Analyzing CCI Procedure Failures: The SpaceX Approach
[The above video is a summary of this blog.]
In any real medical procedure, there are always analyses of why patients fail to respond. This week I went through that process for a unique procedure I developed to help patients suffering from Craniocervical Instability (CCI). Let’s dig into that analysis and learn what it tells us about the nature of instability, symptoms, and interventional orthobiologics.
Magic vs Medicine
Regenerative medicine right now has two big categories. One is magic. What I mean by that is that most of what the public gets offered these days has no clinical research or analysis behind it, just the idea that magic stem cells or exosomes or some other substance will make their body heal. The magical thinking often extends to providing cells intravenously which magically end up in places with a poor blood supply. This camp is treating all sorts of incurable diseases from ALS to MS to aging.
The real medicine camp is very different. Here the focus is on using data analysis to make regenerative medicine better. This camp is where most serious practitioners of interventional orthobiologics live. For example, rather than the magic statement that injecting stem cells will make you younger, which would take decades to prove, this camp is focused on the two dozen Randomized Controlled Trials (RCTs) that show that Platelet-Rich Plasma helps knee arthritis. Or using registry data as we do at Regenexx, to see which patients are failing procedures like bone marrow concentrate and using that data to pick better candidates. Today we’re focusing on the real medicine camp.
Understanding Treatment Failure is the First Step in Dialing in Outcomes
Any process produces results. Analyzing why the process didn’t produce the desired result is a key part of quality improvement. Take SpaceX which has dialed in reusable rockets faster than any other group in world history. How did they do that?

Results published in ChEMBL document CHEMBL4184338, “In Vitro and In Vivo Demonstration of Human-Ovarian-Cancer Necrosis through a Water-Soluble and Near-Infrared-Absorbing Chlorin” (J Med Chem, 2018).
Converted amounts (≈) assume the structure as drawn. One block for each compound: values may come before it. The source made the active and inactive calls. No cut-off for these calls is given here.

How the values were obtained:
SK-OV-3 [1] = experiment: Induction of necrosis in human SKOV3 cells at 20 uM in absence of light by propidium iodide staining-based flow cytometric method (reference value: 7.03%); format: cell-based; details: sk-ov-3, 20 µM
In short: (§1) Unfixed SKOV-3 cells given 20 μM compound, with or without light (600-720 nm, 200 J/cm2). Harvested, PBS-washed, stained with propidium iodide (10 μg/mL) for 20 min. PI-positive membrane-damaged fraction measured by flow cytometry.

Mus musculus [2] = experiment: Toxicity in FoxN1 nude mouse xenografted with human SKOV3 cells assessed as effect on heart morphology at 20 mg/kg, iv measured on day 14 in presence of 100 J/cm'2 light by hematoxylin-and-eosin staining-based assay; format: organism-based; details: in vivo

If you compare the SLS program at NASA to SpaceX’s Falcon program there are huge disparities. SLS is the system that was designed through the traditional cost-plus government contracting process at NASA to take astronauts back to the moon. It’s not reusable and way behind schedule and over budget. The SpaceX Falcon program soared past the better-funded SLS years ago and now is placing dozens of launches a year in orbit with reusable rockets while SLS has yet to fly a single rocket.
If you look at a breakdown of the culture at SpaceX, it’s completely different than NASA and its defense contractors. SpaceX prototypes and puts a quality rocket in the air. If there are issues, they quickly learn from those problems and quickly re-prototype and re-fly. NASA is the opposite. They spend billions and many years trying to make sure that the one rocket they put up as a prototype is perfect. The proof is in the pudding now, the SpaceX approach has produced better rockets, more quickly, and for MUCH less money. Meaning that SpaceX’s “learning from failure” process has shown NASA what it’s been doing wrong.
In medicine, physicians often do the same thing. There are many research papers focused on why certain patients fail a procedure. The hope is that through that analysis, doctors can learn which patients to avoid or whether there are ways to improve the procedure. This morning we’ll do that with the PICL procedure.
CCI and the PICL Procedure
CCI stands for Craniocervical Instability. These patients have lax ligaments that hold the head to the upper neck. As you might imagine, this causes all sorts of havoc like headaches, neck pain, and dizziness due to beat-up upper neck joints, irritated nerves, and compressed blood vessels. The usual treatment for this problem is an upper cervical fusion, which makes the area not move at all. These are very big and complication-laden procedures, so anything that can help these patients avoid that surgery is good news.